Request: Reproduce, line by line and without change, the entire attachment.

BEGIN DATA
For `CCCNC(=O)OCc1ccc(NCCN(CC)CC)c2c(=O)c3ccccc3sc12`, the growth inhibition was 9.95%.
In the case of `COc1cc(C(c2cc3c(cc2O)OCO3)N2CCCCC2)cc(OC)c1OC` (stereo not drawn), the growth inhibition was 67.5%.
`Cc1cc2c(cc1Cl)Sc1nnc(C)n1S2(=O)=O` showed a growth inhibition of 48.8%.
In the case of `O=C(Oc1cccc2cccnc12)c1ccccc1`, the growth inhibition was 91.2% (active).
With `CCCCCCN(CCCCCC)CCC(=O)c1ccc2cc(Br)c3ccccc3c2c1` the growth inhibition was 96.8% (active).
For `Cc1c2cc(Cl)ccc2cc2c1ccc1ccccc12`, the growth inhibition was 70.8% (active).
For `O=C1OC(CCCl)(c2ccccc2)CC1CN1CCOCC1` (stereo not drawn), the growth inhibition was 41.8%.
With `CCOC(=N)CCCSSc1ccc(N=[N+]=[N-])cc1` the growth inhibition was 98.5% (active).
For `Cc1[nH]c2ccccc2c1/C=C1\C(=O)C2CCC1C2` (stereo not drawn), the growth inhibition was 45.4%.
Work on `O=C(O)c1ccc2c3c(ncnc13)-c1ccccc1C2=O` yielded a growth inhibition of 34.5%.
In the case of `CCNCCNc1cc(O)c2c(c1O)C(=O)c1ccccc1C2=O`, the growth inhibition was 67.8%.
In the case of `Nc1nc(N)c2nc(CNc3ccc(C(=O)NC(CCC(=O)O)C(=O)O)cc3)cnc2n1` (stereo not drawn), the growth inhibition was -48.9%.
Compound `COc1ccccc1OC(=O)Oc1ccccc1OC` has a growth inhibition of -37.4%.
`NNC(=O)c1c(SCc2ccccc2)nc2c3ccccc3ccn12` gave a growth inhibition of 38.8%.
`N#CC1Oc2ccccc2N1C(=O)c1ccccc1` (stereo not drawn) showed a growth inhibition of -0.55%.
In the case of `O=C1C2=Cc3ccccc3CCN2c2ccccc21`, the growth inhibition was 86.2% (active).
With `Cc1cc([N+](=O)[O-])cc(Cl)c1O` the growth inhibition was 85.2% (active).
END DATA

For `CCCNC(=O)OCc1ccc(NCCN(CC)CC)c2c(=O)c3ccccc3sc12`, the growth inhibition was 9.95%.
In the case of `COc1cc(C(c2cc3c(cc2O)OCO3)N2CCCCC2)cc(OC)c1OC` (stereo not drawn), the growth inhibition was 67.5%.
`Cc1cc2c(cc1Cl)Sc1nnc(C)n1S2(=O)=O` showed a growth inhibition of 48.8%.
In the case of `O=C(Oc1cccc2cccnc12)c1ccccc1`, the growth inhibition was 91.2% (active).
With `CCCCCCN(CCCCCC)CCC(=O)c1ccc2cc(Br)c3ccccc3c2c1` the growth inhibition was 96.8% (active).
For `Cc1c2cc(Cl)ccc2cc2c1ccc1ccccc12`, the growth inhibition was 70.8% (active).
For `O=C1OC(CCCl)(c2ccccc2)CC1CN1CCOCC1` (stereo not drawn), the growth inhibition was 41.8%.
With `CCOC(=N)CCCSSc1ccc(N=[N+]=[N-])cc1` the growth inhibition was 98.5% (active).
For `Cc1[nH]c2ccccc2c1/C=C1\C(=O)C2CCC1C2` (stereo not drawn), the growth inhibition was 45.4%.
Work on `O=C(O)c1ccc2c3c(ncnc13)-c1ccccc1C2=O` yielded a growth inhibition of 34.5%.
In the case of `CCNCCNc1cc(O)c2c(c1O)C(=O)c1ccccc1C2=O`, the growth inhibition was 67.8%.
In the case of `Nc1nc(N)c2nc(CNc3ccc(C(=O)NC(CCC(=O)O)C(=O)O)cc3)cnc2n1` (stereo not drawn), the growth inhibition was -48.9%.
Compound `COc1ccccc1OC(=O)Oc1ccccc1OC` has a growth inhibition of -37.4%.
`NNC(=O)c1c(SCc2ccccc2)nc2c3ccccc3ccn12` gave a growth inhibition of 38.8%.
`N#CC1Oc2ccccc2N1C(=O)c1ccccc1` (stereo not drawn) showed a growth inhibition of -0.55%.
In the case of `O=C1C2=Cc3ccccc3CCN2c2ccccc21`, the growth inhibition was 86.2% (active).
With `Cc1cc([N+](=O)[O-])cc(Cl)c1O` the growth inhibition was 85.2% (active).